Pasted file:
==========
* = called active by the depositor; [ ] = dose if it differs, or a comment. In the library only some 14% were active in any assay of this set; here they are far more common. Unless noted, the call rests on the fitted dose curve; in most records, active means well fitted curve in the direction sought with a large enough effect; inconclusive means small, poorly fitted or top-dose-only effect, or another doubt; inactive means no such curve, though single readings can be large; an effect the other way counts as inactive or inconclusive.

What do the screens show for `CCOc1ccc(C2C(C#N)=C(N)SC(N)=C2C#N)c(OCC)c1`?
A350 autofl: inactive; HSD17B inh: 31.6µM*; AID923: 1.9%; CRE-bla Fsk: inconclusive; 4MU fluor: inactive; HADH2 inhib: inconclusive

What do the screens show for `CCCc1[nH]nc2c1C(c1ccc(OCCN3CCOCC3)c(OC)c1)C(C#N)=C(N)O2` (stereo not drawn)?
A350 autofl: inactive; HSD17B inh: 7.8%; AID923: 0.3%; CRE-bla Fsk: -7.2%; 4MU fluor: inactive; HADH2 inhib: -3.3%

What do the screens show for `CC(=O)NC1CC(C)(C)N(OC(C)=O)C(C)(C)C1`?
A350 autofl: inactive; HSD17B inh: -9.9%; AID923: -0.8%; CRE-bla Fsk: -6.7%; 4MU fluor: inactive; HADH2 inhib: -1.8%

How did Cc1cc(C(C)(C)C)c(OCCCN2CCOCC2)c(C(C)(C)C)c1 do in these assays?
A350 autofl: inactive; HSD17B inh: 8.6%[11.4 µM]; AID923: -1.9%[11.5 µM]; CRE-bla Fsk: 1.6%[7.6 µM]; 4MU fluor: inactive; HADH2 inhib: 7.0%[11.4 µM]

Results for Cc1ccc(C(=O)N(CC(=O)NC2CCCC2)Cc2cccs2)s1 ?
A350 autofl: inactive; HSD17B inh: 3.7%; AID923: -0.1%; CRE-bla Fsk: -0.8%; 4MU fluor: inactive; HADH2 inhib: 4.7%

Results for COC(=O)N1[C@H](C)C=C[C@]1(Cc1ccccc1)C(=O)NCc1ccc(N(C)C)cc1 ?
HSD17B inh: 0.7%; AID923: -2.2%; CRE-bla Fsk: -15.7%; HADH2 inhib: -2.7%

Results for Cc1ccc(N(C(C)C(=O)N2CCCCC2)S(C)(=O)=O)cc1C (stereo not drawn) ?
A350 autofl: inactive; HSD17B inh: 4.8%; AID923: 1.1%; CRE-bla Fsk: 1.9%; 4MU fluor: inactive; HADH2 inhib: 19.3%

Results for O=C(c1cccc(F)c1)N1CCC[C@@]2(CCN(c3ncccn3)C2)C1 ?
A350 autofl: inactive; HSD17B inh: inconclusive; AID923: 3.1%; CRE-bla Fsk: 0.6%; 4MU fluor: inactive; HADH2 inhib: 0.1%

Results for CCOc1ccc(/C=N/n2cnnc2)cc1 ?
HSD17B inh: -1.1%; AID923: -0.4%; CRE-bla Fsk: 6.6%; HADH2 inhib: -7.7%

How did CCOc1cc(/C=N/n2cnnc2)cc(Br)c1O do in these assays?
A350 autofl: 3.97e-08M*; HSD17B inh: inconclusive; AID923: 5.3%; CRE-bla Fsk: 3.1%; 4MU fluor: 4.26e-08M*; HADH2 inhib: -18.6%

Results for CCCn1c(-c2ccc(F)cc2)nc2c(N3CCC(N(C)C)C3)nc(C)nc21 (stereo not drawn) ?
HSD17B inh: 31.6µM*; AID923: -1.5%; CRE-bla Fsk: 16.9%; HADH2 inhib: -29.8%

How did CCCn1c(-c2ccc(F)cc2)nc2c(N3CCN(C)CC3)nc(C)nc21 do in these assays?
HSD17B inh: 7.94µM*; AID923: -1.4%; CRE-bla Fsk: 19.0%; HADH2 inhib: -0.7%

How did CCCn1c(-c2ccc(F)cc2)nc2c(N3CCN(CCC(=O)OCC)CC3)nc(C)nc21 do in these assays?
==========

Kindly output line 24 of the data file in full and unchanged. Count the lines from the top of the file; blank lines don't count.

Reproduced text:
How did CCCn1c(-c2ccc(F)cc2)nc2c(N3CCN(C)CC3)nc(C)nc21 do in these assays?